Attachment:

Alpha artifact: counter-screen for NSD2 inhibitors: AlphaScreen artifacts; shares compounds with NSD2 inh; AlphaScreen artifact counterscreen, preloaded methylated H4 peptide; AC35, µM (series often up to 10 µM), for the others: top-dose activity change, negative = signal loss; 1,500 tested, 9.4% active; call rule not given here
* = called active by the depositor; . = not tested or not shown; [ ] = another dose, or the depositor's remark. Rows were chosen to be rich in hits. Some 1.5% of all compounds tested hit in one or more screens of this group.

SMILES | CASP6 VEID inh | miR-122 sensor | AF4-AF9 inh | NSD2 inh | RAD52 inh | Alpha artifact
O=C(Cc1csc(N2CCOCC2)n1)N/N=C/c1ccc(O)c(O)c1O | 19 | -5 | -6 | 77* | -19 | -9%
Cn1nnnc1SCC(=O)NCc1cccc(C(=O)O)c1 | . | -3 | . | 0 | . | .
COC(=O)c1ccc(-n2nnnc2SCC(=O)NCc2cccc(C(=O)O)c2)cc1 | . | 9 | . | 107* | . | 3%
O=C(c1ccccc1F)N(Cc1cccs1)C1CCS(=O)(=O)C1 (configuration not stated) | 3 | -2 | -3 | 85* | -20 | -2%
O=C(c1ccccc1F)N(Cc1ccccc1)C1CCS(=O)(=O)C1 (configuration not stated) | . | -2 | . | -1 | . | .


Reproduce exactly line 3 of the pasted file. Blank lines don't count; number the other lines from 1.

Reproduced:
SMILES | CASP6 VEID inh | miR-122 sensor | AF4-AF9 inh | NSD2 inh | RAD52 inh | Alpha artifact